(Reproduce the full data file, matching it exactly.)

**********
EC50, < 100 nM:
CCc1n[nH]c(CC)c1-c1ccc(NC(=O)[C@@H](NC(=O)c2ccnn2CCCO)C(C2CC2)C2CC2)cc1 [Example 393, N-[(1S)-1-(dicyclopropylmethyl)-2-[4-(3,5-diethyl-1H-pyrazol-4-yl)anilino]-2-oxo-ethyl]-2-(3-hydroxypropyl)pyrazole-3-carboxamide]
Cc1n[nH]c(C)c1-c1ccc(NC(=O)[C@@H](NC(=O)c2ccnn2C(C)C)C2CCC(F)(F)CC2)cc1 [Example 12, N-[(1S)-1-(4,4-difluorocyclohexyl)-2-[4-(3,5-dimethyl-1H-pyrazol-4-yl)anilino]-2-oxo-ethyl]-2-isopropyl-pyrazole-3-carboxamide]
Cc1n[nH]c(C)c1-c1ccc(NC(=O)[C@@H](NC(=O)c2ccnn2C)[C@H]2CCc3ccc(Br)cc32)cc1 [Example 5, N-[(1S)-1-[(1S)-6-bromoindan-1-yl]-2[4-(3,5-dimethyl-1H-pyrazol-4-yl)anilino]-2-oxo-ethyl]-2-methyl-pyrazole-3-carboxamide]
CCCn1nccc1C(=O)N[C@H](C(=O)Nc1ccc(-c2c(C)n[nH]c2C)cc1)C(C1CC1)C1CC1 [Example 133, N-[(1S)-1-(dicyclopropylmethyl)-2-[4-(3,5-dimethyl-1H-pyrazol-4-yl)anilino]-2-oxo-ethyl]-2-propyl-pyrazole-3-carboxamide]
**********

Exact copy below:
EC50, < 100 nM:
CCc1n[nH]c(CC)c1-c1ccc(NC(=O)[C@@H](NC(=O)c2ccnn2CCCO)C(C2CC2)C2CC2)cc1 [Example 393, N-[(1S)-1-(dicyclopropylmethyl)-2-[4-(3,5-diethyl-1H-pyrazol-4-yl)anilino]-2-oxo-ethyl]-2-(3-hydroxypropyl)pyrazole-3-carboxamide]
Cc1n[nH]c(C)c1-c1ccc(NC(=O)[C@@H](NC(=O)c2ccnn2C(C)C)C2CCC(F)(F)CC2)cc1 [Example 12, N-[(1S)-1-(4,4-difluorocyclohexyl)-2-[4-(3,5-dimethyl-1H-pyrazol-4-yl)anilino]-2-oxo-ethyl]-2-isopropyl-pyrazole-3-carboxamide]
Cc1n[nH]c(C)c1-c1ccc(NC(=O)[C@@H](NC(=O)c2ccnn2C)[C@H]2CCc3ccc(Br)cc32)cc1 [Example 5, N-[(1S)-1-[(1S)-6-bromoindan-1-yl]-2[4-(3,5-dimethyl-1H-pyrazol-4-yl)anilino]-2-oxo-ethyl]-2-methyl-pyrazole-3-carboxamide]
CCCn1nccc1C(=O)N[C@H](C(=O)Nc1ccc(-c2c(C)n[nH]c2C)cc1)C(C1CC1)C1CC1 [Example 133, N-[(1S)-1-(dicyclopropylmethyl)-2-[4-(3,5-dimethyl-1H-pyrazol-4-yl)anilino]-2-oxo-ethyl]-2-propyl-pyrazole-3-carboxamide]